The American Heart Association and The Daily Transcript celebrate the passion and power of women working together to wipe out heart disease.

  • The fight against heart disease gets personal via American Heart Association’s Circle of Red

    Heart disease kills one woman – a wife, daughter, sister, mother, friend - every minute. In San Diego, heart disease and stroke kills more than 3,000 women annually. Despite the severity of the problem, a majority of women don’t realize that heart disease is their major health threat.

  • Go Red For Women campaign fueled by community support

    The American Heart Association’s 2011 Go Red For Women campaign kicked off in Feb., highlighted by a number of San Diego landmarks “going red” to raise awareness. Among local landmarks illuminated red were the U.S. Grant Hotel, Westfield Horton Plaza, Marketplace at Westfield UTC, Hotel Del Coronado, UC San Diego Sulpizio Cardiovascular Center and the San Diego County Administration Building. Some of these locations agreed to Go Red for the entire month, thus extending the initial buzz into March.

  • Mayor Sanders to kick off national Start! Walking Day celebration

    Join the American Heart Association and Mayor Jerry Sanders Wednesday, April 6, at the San Diego Concourse to celebrate National Start! Walking Day. Sanders will join more than 400 San Diegans to kick off a one-mile wellness walk downtown, followed by complimentary health screenings, AED/CPR demonstrations, entertainment, and free sandwiches and wraps. The event begins at 11:45 a.m. and is free and open to the public.

  • Cost to treat heart disease in US will triple by 2030

    The cost to treat heart disease in the U.S. will triple by 2030, according to a policy statement published in Circulation: Journal of the American Heart Association.

  • Heart attack warning signs for women

    Some heart attacks are sudden and intense, but most of them start slowly, with mild pain or discomfort. Often the people affected aren’t sure what’s wrong and wait too long before getting help. Here are some of the signs that can mean a heart attack is happening:

  • 2011 Go Red For Women Luncheon is sold out

    Lisa Murphy, administrator of the UC San Diego Sulpizio Cardiovascular Center and chair of the American Heart Association’s 2011 Go Red For Women Luncheon, has confirmed that the April 1st event has sold out, with more than 520 people expected to attend.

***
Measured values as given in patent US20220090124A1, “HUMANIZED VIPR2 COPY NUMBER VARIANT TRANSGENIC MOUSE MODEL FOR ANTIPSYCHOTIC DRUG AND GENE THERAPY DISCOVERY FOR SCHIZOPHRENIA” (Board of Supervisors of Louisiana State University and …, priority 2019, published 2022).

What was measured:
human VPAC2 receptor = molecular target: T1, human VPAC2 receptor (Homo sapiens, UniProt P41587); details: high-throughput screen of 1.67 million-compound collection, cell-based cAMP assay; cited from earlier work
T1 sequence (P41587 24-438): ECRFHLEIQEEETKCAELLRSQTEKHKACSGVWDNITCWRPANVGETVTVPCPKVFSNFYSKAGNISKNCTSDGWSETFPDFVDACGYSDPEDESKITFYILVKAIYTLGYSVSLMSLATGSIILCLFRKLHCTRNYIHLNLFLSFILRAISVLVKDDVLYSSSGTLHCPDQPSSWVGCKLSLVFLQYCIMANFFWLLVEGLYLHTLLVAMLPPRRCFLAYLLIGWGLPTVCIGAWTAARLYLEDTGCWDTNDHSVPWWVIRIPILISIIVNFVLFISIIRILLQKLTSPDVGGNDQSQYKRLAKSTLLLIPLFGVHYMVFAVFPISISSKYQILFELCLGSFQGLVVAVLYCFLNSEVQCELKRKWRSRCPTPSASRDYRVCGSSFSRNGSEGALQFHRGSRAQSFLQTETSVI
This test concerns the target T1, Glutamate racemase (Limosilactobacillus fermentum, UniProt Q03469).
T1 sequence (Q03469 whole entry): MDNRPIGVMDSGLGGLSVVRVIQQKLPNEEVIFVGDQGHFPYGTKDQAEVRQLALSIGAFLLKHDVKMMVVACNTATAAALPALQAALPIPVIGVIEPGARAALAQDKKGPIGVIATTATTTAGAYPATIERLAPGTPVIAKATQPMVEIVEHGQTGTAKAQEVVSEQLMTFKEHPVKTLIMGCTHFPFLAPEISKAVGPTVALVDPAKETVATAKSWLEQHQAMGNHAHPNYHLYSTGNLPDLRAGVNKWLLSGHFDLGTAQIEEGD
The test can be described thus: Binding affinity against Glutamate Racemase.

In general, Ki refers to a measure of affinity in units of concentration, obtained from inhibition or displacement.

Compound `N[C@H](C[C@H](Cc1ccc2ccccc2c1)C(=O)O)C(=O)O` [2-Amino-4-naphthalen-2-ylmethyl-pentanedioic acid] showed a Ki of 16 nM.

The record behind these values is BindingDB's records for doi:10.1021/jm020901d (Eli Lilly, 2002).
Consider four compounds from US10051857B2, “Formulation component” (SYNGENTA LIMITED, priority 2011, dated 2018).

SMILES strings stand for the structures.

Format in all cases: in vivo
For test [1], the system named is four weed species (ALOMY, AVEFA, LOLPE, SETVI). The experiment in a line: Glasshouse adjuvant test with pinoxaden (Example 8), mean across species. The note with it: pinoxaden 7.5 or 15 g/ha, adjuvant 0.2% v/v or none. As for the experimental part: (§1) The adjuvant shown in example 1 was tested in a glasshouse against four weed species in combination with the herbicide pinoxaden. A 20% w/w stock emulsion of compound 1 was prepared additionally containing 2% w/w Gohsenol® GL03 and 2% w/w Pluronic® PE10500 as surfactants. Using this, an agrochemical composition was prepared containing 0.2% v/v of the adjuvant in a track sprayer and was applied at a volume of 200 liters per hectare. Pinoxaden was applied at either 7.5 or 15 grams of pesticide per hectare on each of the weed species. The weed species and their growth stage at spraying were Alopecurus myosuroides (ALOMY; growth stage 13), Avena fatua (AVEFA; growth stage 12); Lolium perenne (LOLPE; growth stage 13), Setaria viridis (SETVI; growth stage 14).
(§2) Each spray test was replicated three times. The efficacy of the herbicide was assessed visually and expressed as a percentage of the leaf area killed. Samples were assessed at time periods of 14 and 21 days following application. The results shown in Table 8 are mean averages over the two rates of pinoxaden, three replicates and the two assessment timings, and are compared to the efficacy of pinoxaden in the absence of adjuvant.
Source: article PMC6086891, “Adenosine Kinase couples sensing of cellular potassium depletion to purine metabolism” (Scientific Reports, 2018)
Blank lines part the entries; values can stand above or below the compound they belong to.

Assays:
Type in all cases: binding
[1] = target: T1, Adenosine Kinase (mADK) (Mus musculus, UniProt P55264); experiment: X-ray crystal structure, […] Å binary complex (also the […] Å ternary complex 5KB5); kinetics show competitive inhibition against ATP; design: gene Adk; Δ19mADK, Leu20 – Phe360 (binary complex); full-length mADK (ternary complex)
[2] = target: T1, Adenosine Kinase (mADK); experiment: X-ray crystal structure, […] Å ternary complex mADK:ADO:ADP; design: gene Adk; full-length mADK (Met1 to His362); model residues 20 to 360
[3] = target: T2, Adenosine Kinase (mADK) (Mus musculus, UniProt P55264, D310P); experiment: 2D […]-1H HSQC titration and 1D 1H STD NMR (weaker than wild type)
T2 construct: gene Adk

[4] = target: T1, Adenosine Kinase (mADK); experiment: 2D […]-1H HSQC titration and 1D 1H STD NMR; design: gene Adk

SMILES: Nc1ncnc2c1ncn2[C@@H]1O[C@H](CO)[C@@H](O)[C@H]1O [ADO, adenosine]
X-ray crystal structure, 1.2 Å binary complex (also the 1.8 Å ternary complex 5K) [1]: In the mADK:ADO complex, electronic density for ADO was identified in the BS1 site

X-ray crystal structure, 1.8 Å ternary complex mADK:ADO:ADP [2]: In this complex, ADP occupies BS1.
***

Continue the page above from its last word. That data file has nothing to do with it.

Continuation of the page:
• Make it your mission to fight heart disease in women

    Heart disease is still the No. 1 killer of women, taking the life of one in three women each year. This means women just like you - mothers, sisters, friends - are dying at the rate of one per minute, because they don’t know what you know: heart disease kills.

  • Suffolk-Roel, American Heart Association join forces to get corporate San Diego walking

    The American Heart Association’s San Diego division and Suffolk-Roel are once again partnering to promote the American Heart Association’s Start! Wellness Program — a no-cost corporate wellness campaign promoting healthy lifestyles. The sponsorship will support cardiovascular disease research and programs, and establishes Suffolk-Roel as a community leader in the promotion of physical activity and workplace wellness in San Diego County.

  • Tri-City Medical Center cancer program receives national accreditation

    Tri-City Medical Center has received national accreditation for its comprehensive cancer program -- an elite status bestowed on just 1,400 cancer treatment facilities nationwide.

Profiles

  • Wife, mother, heart transplant recipient

    “Every day, the American Heart Association helps create stories such as mine. They create opportunities for mothers to see their daughters get married, opportunities for grandchildren to have grandparents. They are providing new opportunities every day … and in some cases, helping provide new hearts. You can help by making a lifesaving gift to the American Heart Association. Your commitment today will help ensure we continue to create new stories, to write new endings. Thank you.” - Dr. Susan Mahler